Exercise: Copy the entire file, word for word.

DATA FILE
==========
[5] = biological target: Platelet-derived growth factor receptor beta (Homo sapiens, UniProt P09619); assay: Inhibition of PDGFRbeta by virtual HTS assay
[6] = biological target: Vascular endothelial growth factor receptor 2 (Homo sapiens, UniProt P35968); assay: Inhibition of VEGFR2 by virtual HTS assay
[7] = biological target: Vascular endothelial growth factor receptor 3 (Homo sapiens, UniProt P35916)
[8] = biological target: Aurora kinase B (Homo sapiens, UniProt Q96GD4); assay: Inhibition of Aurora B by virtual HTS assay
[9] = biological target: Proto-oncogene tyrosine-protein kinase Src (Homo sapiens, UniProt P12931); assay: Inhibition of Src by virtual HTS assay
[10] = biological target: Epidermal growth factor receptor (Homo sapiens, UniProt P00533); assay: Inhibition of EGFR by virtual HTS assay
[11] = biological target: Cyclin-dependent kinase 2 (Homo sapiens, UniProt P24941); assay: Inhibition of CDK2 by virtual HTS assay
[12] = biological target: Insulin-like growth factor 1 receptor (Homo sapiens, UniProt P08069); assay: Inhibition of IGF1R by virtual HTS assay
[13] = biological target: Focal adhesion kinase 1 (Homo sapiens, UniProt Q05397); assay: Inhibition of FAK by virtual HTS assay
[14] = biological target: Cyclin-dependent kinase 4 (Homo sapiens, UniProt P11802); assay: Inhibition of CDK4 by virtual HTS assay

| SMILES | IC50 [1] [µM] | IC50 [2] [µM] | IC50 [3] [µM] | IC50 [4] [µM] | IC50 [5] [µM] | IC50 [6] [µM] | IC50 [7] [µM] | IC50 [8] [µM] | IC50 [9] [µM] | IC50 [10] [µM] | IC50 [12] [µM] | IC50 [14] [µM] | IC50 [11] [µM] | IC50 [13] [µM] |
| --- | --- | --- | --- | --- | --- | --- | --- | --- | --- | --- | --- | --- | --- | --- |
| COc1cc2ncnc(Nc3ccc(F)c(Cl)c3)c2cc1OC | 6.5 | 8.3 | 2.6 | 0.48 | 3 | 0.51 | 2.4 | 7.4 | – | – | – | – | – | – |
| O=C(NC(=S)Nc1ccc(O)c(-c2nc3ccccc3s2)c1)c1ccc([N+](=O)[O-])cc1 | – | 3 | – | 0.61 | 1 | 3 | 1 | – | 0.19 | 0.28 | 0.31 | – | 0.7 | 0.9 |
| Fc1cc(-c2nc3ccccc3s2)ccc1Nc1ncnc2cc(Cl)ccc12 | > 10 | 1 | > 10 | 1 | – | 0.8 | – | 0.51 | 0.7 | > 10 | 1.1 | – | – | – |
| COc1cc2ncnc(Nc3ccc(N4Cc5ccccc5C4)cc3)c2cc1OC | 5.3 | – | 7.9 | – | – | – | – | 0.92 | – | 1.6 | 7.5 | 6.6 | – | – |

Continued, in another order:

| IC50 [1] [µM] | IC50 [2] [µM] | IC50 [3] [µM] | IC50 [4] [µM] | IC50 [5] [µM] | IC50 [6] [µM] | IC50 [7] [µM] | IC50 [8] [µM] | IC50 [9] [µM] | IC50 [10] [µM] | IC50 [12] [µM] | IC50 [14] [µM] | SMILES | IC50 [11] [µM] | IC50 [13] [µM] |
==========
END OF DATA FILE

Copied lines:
[5] = biological target: Platelet-derived growth factor receptor beta (Homo sapiens, UniProt P09619); assay: Inhibition of PDGFRbeta by virtual HTS assay
[6] = biological target: Vascular endothelial growth factor receptor 2 (Homo sapiens, UniProt P35968); assay: Inhibition of VEGFR2 by virtual HTS assay
[7] = biological target: Vascular endothelial growth factor receptor 3 (Homo sapiens, UniProt P35916)
[8] = biological target: Aurora kinase B (Homo sapiens, UniProt Q96GD4); assay: Inhibition of Aurora B by virtual HTS assay
[9] = biological target: Proto-oncogene tyrosine-protein kinase Src (Homo sapiens, UniProt P12931); assay: Inhibition of Src by virtual HTS assay
[10] = biological target: Epidermal growth factor receptor (Homo sapiens, UniProt P00533); assay: Inhibition of EGFR by virtual HTS assay
[11] = biological target: Cyclin-dependent kinase 2 (Homo sapiens, UniProt P24941); assay: Inhibition of CDK2 by virtual HTS assay
[12] = biological target: Insulin-like growth factor 1 receptor (Homo sapiens, UniProt P08069); assay: Inhibition of IGF1R by virtual HTS assay
[13] = biological target: Focal adhesion kinase 1 (Homo sapiens, UniProt Q05397); assay: Inhibition of FAK by virtual HTS assay
[14] = biological target: Cyclin-dependent kinase 4 (Homo sapiens, UniProt P11802); assay: Inhibition of CDK4 by virtual HTS assay

| SMILES | IC50 [1] [µM] | IC50 [2] [µM] | IC50 [3] [µM] | IC50 [4] [µM] | IC50 [5] [µM] | IC50 [6] [µM] | IC50 [7] [µM] | IC50 [8] [µM] | IC50 [9] [µM] | IC50 [10] [µM] | IC50 [12] [µM] | IC50 [14] [µM] | IC50 [11] [µM] | IC50 [13] [µM] |
| --- | --- | --- | --- | --- | --- | --- | --- | --- | --- | --- | --- | --- | --- | --- |
| COc1cc2ncnc(Nc3ccc(F)c(Cl)c3)c2cc1OC | 6.5 | 8.3 | 2.6 | 0.48 | 3 | 0.51 | 2.4 | 7.4 | – | – | – | – | – | – |
| O=C(NC(=S)Nc1ccc(O)c(-c2nc3ccccc3s2)c1)c1ccc([N+](=O)[O-])cc1 | – | 3 | – | 0.61 | 1 | 3 | 1 | – | 0.19 | 0.28 | 0.31 | – | 0.7 | 0.9 |
| Fc1cc(-c2nc3ccccc3s2)ccc1Nc1ncnc2cc(Cl)ccc12 | > 10 | 1 | > 10 | 1 | – | 0.8 | – | 0.51 | 0.7 | > 10 | 1.1 | – | – | – |
| COc1cc2ncnc(Nc3ccc(N4Cc5ccccc5C4)cc3)c2cc1OC | 5.3 | – | 7.9 | – | – | – | – | 0.92 | – | 1.6 | 7.5 | 6.6 | – | – |

Continued, in another order:

| IC50 [1] [µM] | IC50 [2] [µM] | IC50 [3] [µM] | IC50 [4] [µM] | IC50 [5] [µM] | IC50 [6] [µM] | IC50 [7] [µM] | IC50 [8] [µM] | IC50 [9] [µM] | IC50 [10] [µM] | IC50 [12] [µM] | IC50 [14] [µM] | SMILES | IC50 [11] [µM] | IC50 [13] [µM] |